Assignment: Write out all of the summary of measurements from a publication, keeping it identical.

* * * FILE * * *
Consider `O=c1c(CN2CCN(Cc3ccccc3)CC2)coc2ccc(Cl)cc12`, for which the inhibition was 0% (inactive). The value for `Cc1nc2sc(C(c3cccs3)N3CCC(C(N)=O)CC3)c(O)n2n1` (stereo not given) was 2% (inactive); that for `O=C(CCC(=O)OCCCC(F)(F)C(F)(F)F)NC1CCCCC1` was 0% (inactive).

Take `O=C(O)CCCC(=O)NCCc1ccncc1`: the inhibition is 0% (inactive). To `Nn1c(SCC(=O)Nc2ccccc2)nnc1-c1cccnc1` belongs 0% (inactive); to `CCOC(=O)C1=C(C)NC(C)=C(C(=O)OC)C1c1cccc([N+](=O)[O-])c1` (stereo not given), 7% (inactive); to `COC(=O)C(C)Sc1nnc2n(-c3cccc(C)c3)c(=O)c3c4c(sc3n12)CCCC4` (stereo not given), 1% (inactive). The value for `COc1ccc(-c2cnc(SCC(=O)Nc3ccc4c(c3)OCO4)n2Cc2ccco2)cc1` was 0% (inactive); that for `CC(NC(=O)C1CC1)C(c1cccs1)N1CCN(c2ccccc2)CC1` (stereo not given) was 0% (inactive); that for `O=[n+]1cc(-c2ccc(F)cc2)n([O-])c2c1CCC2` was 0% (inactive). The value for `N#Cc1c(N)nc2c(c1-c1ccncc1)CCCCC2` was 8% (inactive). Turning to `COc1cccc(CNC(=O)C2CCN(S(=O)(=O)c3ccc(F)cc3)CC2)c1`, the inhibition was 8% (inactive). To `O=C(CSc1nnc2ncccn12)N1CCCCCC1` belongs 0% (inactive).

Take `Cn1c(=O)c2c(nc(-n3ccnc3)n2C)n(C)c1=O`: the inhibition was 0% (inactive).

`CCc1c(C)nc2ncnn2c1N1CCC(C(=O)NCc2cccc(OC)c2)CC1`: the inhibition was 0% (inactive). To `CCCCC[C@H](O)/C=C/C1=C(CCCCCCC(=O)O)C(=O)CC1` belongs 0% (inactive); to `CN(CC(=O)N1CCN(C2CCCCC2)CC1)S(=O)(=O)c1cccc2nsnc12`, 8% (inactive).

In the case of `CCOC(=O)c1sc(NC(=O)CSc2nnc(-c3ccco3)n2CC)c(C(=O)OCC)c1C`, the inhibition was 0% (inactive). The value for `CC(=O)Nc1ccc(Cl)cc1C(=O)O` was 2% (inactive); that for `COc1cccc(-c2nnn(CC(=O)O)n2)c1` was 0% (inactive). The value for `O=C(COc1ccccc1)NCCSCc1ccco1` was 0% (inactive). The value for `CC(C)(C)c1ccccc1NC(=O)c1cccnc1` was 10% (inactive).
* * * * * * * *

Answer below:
Consider `O=c1c(CN2CCN(Cc3ccccc3)CC2)coc2ccc(Cl)cc12`, for which the inhibition was 0% (inactive). The value for `Cc1nc2sc(C(c3cccs3)N3CCC(C(N)=O)CC3)c(O)n2n1` (stereo not given) was 2% (inactive); that for `O=C(CCC(=O)OCCCC(F)(F)C(F)(F)F)NC1CCCCC1` was 0% (inactive).

Take `O=C(O)CCCC(=O)NCCc1ccncc1`: the inhibition is 0% (inactive). To `Nn1c(SCC(=O)Nc2ccccc2)nnc1-c1cccnc1` belongs 0% (inactive); to `CCOC(=O)C1=C(C)NC(C)=C(C(=O)OC)C1c1cccc([N+](=O)[O-])c1` (stereo not given), 7% (inactive); to `COC(=O)C(C)Sc1nnc2n(-c3cccc(C)c3)c(=O)c3c4c(sc3n12)CCCC4` (stereo not given), 1% (inactive). The value for `COc1ccc(-c2cnc(SCC(=O)Nc3ccc4c(c3)OCO4)n2Cc2ccco2)cc1` was 0% (inactive); that for `CC(NC(=O)C1CC1)C(c1cccs1)N1CCN(c2ccccc2)CC1` (stereo not given) was 0% (inactive); that for `O=[n+]1cc(-c2ccc(F)cc2)n([O-])c2c1CCC2` was 0% (inactive). The value for `N#Cc1c(N)nc2c(c1-c1ccncc1)CCCCC2` was 8% (inactive). Turning to `COc1cccc(CNC(=O)C2CCN(S(=O)(=O)c3ccc(F)cc3)CC2)c1`, the inhibition was 8% (inactive). To `O=C(CSc1nnc2ncccn12)N1CCCCCC1` belongs 0% (inactive).

Take `Cn1c(=O)c2c(nc(-n3ccnc3)n2C)n(C)c1=O`: the inhibition was 0% (inactive).

`CCc1c(C)nc2ncnn2c1N1CCC(C(=O)NCc2cccc(OC)c2)CC1`: the inhibition was 0% (inactive). To `CCCCC[C@H](O)/C=C/C1=C(CCCCCCC(=O)O)C(=O)CC1` belongs 0% (inactive); to `CN(CC(=O)N1CCN(C2CCCCC2)CC1)S(=O)(=O)c1cccc2nsnc12`, 8% (inactive).

In the case of `CCOC(=O)c1sc(NC(=O)CSc2nnc(-c3ccco3)n2CC)c(C(=O)OCC)c1C`, the inhibition was 0% (inactive). The value for `CC(=O)Nc1ccc(Cl)cc1C(=O)O` was 2% (inactive); that for `COc1cccc(-c2nnn(CC(=O)O)n2)c1` was 0% (inactive). The value for `O=C(COc1ccccc1)NCCSCc1ccco1` was 0% (inactive). The value for `CC(C)(C)c1ccccc1NC(=O)c1cccnc1` was 10% (inactive).